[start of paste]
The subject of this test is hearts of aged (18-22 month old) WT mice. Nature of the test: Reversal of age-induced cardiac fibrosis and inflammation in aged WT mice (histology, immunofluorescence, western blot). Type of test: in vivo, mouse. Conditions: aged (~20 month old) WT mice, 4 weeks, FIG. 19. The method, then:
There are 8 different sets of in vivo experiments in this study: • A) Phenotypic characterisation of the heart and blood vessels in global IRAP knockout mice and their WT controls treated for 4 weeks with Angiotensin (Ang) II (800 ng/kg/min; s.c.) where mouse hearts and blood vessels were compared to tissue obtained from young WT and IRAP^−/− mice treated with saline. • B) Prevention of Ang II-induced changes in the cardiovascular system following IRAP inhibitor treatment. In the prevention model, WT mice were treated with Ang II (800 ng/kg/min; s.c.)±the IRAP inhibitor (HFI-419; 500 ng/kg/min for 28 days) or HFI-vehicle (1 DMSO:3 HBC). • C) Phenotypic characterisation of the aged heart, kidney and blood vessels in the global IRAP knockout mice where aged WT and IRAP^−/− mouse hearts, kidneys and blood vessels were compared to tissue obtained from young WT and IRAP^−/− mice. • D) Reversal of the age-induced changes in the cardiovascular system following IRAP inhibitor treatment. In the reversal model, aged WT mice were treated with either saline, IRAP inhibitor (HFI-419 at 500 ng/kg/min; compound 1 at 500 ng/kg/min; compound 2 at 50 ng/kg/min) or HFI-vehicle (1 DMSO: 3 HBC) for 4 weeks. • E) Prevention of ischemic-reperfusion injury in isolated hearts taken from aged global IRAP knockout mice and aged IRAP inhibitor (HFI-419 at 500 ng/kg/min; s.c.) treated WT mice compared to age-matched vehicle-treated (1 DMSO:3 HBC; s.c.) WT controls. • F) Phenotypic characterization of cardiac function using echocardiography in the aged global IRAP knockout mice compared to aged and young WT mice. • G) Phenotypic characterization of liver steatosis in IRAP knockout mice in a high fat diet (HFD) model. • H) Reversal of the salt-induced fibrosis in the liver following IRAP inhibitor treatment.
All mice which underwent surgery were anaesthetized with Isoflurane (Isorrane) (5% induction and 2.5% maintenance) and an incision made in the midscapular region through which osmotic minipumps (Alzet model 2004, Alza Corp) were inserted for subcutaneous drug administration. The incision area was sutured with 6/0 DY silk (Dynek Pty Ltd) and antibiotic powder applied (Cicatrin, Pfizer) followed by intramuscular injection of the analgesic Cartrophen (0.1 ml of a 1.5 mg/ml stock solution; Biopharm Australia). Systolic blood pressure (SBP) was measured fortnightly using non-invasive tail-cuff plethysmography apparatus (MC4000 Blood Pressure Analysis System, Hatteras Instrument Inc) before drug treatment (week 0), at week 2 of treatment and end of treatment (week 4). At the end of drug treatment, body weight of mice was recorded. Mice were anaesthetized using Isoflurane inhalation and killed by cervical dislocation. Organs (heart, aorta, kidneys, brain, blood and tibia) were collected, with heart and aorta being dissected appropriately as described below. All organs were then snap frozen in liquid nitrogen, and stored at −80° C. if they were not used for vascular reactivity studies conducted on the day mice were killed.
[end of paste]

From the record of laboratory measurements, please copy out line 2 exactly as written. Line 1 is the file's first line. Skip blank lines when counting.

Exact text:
There are 8 different sets of in vivo experiments in this study: • A) Phenotypic characterisation of the heart and blood vessels in global IRAP knockout mice and their WT controls treated for 4 weeks with Angiotensin (Ang) II (800 ng/kg/min; s.c.) where mouse hearts and blood vessels were compared to tissue obtained from young WT and IRAP^−/− mice treated with saline. • B) Prevention of Ang II-induced changes in the cardiovascular system following IRAP inhibitor treatment. In the prevention model, WT mice were treated with Ang II (800 ng/kg/min; s.c.)±the IRAP inhibitor (HFI-419; 500 ng/kg/min for 28 days) or HFI-vehicle (1 DMSO:3 HBC). • C) Phenotypic characterisation of the aged heart, kidney and blood vessels in the global IRAP knockout mice where aged WT and IRAP^−/− mouse hearts, kidneys and blood vessels were compared to tissue obtained from young WT and IRAP^−/− mice. • D) Reversal of the age-induced changes in the cardiovascular system following IRAP inhibitor treatment. In the reversal model, aged WT mice were treated with either saline, IRAP inhibitor (HFI-419 at 500 ng/kg/min; compound 1 at 500 ng/kg/min; compound 2 at 50 ng/kg/min) or HFI-vehicle (1 DMSO: 3 HBC) for 4 weeks. • E) Prevention of ischemic-reperfusion injury in isolated hearts taken from aged global IRAP knockout mice and aged IRAP inhibitor (HFI-419 at 500 ng/kg/min; s.c.) treated WT mice compared to age-matched vehicle-treated (1 DMSO:3 HBC; s.c.) WT controls. • F) Phenotypic characterization of cardiac function using echocardiography in the aged global IRAP knockout mice compared to aged and young WT mice. • G) Phenotypic characterization of liver steatosis in IRAP knockout mice in a high fat diet (HFD) model. • H) Reversal of the salt-induced fibrosis in the liver following IRAP inhibitor treatment.